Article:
In March, he predicted that the infection fatality rate would likely be close to 1%, which was ten times more severe than the 0.1% reported rate for seasonal flu.[30][31] In an interview with Jon LaPook on CBS' 60 Minutes television program broadcast March 8, 2020, Fauci said “There’s no reason to be walking around with a mask. When you’re in the middle of an outbreak, wearing a mask might make people feel a little bit better and it might even block a droplet, but it’s not providing the perfect protection that people think that it is. And, often, there are unintended consequences — people keep fiddling with the mask and they keep touching their face.”[32] On March 29, 2020, Fauci argued for the extension of the initial 15-day self-isolation guidelines, issued by the executive office, to at least until the end of April 2020.[29] In mid-April, Fauci stated that if the administration had "started mitigation earlier," more lives could have been saved, and "no one is going to deny that." He added that the decision-making for implementing mitigation measures was "complicated," and "there was a lot of pushback about shutting things down back then."[33]

Fauci's comments were met with a hostile response from former Republican congressional candidate DeAnna Lorraine. President Trump retweeted Lorraine's response, which included the call to "#FireFauci", drawing public alarm. "Fire Fauci" has also been chanted by anti-lockdown protesters in various locations, including Florida and Texas.[34] As a result, the White House denied that Trump was firing Fauci, and blamed the media for overreacting.[35][36]

Due to his disagreements with Trump, Fauci has been criticized by right-wing pundits and received death threats that necessitated a security detail.[37][38][39] In an interview with 60 Minutes he mentioned that other members of his family, including his wife and daughters, have been repeatedly harassed since the pandemic began.[40]

On July 6, 2020, Fauci spoke on a Facebook livestream, offering his opinion that the country's situation as pertaining to COVID-19 "is really not good," pointing to more than 55,000 new cases on July 4, 2020. The United States was "still knee-deep in the first wave" of cases, and was experiencing a "resurgence of infections," stated Fauci.[41] On July 7, 2020, during a press conference, Fauci stated that it was a "false narrative to take comfort in a lower rate of death" for COVID-19 in the country: "There's so many other things that are very dangerous and bad about this virus, don't get yourself into false complacency." Both Trump and the White House had cited the falling death rate as proof of success of the Trump administration's response.[42] After this appearance by Fauci, the White House cancelled three media appearances by Fauci that had been scheduled for later that week.[43] On July 7, 2020, Trump contradicted Fauci's comments describing a dire situation in the country, with Trump saying: "I think we are in a good place. I disagree with [Fauci]."[44] While there were disagreements, Trump also at times praised Fauci.[45][46][47]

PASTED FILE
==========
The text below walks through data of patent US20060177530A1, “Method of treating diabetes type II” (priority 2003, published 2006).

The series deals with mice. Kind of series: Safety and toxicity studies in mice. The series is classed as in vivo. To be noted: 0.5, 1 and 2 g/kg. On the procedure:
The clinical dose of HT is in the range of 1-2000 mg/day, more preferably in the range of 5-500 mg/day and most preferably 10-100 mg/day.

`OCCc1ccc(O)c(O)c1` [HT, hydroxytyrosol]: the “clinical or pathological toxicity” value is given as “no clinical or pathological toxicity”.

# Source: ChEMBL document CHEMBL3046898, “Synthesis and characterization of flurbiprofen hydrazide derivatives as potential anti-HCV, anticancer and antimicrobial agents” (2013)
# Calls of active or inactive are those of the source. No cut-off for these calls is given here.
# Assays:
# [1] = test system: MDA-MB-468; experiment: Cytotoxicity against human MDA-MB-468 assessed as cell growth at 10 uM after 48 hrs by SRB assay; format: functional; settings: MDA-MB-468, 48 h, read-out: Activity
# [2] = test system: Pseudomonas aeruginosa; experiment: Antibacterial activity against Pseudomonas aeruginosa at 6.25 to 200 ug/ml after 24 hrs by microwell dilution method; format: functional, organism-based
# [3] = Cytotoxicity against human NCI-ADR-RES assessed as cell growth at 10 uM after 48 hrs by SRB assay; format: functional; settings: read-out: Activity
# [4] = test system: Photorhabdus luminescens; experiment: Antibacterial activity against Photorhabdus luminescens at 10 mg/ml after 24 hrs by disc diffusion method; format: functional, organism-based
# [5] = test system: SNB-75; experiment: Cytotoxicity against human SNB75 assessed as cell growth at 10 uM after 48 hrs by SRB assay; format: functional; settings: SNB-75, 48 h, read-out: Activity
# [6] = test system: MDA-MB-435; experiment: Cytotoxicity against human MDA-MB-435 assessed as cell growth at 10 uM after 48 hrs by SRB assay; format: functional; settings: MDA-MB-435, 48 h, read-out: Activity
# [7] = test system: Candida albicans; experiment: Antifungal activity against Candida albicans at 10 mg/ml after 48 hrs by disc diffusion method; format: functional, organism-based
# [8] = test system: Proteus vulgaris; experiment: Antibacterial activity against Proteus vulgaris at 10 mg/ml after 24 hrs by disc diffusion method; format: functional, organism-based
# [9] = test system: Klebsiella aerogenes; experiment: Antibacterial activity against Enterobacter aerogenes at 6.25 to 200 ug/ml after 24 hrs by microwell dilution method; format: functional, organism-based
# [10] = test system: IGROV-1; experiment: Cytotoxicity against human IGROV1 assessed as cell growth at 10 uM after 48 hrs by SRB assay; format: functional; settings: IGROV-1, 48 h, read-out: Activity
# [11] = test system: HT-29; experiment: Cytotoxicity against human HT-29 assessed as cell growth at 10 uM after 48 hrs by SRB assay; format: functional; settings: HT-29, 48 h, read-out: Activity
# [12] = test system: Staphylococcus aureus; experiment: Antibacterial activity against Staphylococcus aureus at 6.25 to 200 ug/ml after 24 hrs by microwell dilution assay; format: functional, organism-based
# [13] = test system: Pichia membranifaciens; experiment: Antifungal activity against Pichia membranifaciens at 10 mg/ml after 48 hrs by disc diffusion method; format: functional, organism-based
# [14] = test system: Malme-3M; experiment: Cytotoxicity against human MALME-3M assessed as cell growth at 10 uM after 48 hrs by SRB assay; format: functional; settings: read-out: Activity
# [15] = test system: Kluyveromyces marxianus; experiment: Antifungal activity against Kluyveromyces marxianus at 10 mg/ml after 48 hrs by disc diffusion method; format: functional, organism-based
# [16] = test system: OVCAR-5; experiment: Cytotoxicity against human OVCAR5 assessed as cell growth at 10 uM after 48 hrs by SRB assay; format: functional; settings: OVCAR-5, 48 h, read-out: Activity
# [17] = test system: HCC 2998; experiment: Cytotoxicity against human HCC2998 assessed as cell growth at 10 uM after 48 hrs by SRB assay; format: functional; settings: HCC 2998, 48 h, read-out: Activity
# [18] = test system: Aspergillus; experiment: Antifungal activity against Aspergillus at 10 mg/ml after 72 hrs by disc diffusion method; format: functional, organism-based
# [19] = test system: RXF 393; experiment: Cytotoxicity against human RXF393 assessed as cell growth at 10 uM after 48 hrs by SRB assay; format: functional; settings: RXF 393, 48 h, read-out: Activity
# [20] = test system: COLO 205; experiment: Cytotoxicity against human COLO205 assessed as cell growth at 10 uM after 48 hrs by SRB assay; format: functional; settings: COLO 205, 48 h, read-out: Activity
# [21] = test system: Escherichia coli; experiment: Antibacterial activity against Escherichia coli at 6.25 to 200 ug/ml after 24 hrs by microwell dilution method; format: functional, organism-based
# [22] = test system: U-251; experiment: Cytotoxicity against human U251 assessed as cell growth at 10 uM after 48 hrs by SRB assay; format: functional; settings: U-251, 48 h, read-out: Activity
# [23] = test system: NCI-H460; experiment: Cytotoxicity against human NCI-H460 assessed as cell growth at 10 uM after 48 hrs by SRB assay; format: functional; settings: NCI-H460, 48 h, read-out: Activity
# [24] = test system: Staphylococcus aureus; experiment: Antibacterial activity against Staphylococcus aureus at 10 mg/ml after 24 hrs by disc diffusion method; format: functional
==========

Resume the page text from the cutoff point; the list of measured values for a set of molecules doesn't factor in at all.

On July 9, 2020, Trump publicly claimed that Fauci "made a lot of mistakes".[43][48][49] By July 12, 2020, a White House official told media outlets that "several White House officials are concerned about the number of times Dr. Fauci has been wrong on things," passing to the media on a list of purported mistakes made by Fauci during the outbreak.[43][48] One of the supposed mistakes highlighted was Fauci's February 29, 2020, statement in an interview that "at this moment, there is no need to change anything that you're doing on a day-by-day basis." However, the White House list neglected to mention that in that same interview, Fauci had stated that the risk could change, "when you start to see community spread," and that the disease could morph into "a major outbreak" in the country.[50]

As late as September 23, 2020, when U.S. coronavirus fatalities exceeded 200,000, conservatives continued to question Fauci's and the Centers for Disease Control and Prevention's (CDC) recommendations for responding to the epidemic. In a hearing before the Senate's Health, Education, Labor, and Pensions Committee,[51] Kentucky's Senator Rand Paul asked him if he had "second thoughts" about his mitigation recommendations, including keeping six feet of distance from others and mask-wearing, claiming, "our death rate is essentially worse than Sweden's." Fauci stood by the guidelines, indicating Sweden's fatality rate exceeded those of other Scandinavian countries and said the comparison between Sweden and the U.S. was not legitimate. Fauci said the recommendations remained valid. After Paul then asserted New York's high fatality rate showed that mitigation efforts were insufficient, Fauci replied, "You've misconstrued that, Senator, and you've done that repetitively in the past." Fauci explained further that New York State had succeeded in getting the virus under control by following the CDC's clinical guidelines.[52] Paul had made numerous claims about herd immunity, Sweden's interventions to combat the pandemic, the contention that the populations of Asian countries have greater resilience against COVID-19, and statements about death rates due to the virus.[51]